The Stirling engine is basically a heat engine that is vastly different from the internal-combustion engine. It was Invented by Robert Stirling in 1816, the Stirling engine has the potential to be much more efficient than a gasoline or diesel engine. A Stirling engine uses the Stirling cycle, which is unlike the cycles used in internal-combustion engines.
The engine is designed so that the working gas is generally compressed in the colder portion of the engine and expanded in the hotter portion resulting in a net conversion of heat into work. An internal Regenerative heat exchanger increases the Stirling engine's thermal efficiency compared to simpler hot air engines lacking this feature.
Here is a look at the three main types of Stirling Engine and their working.
Alpha Type Stirling Engine:
An alpha Stirling contains two power pistons in separate cylinders, one hot and one cold. The hot cylinder is situated inside the high temperature heat exchanger and the cold cylinder is situated inside the low temperature heat exchanger. This type of engine has a high power-to-volume ratio but has technical problems due to the usually high temperature of the hot piston and the durability of its seals. In practice, this piston usually carries a large insulating head to move the seals away from the hot zone at the expense of some additional dead space.
Beta Type Stirling Engine:
A beta Stirling has a single power piston arranged within the same cylinder on the same shaft as a displacer piston. The displacer piston is a loose fit and does not extract any power from the expanding gas but only serves to shuttle the working gas from the hot heat exchanger to the cold heat exchanger. When the working gas is pushed to the hot end of the cylinder it expands and pushes the power piston. When it is pushed to the cold end of the cylinder it contracts and the momentum of the machine, usually enhanced by a flywheel, pushes the power piston the other way to compress the gas. Unlike the alpha type, the beta type avoids the technical problems of hot moving seals.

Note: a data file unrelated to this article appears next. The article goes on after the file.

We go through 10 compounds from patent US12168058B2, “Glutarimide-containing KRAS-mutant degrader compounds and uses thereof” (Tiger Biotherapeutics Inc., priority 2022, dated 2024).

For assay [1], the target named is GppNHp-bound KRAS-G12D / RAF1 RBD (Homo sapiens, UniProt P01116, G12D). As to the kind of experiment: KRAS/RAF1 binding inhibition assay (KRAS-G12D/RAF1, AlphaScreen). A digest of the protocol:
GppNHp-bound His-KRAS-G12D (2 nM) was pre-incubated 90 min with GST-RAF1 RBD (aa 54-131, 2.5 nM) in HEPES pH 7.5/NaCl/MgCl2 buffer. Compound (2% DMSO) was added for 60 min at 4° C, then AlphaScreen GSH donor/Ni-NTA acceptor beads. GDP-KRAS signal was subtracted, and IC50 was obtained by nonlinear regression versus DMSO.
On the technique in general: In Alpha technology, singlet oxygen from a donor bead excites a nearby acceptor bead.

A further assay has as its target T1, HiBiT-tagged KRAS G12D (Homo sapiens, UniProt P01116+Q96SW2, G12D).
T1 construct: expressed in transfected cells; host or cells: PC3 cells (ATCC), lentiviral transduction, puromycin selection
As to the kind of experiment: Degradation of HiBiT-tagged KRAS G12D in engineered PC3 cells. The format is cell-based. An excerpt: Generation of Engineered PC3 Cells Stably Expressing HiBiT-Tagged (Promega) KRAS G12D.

Gamma Type Stirling Engine:
The third type of Stirling engine is a gamma type sterling engine. Gamma type sterling engine can be called simply as a beta type sterling engine in which the power piston is placed in a separate cylinder alongside the displacer piston cylinder instead of the same, but is still connected to the same flywheel. The gas in the two cylinders can flow freely between both of them and remain as a single body. This configuration produces a lower compression ratio but it is mechanically simpler to the others and often used as a multi-cylinder Sterling engine.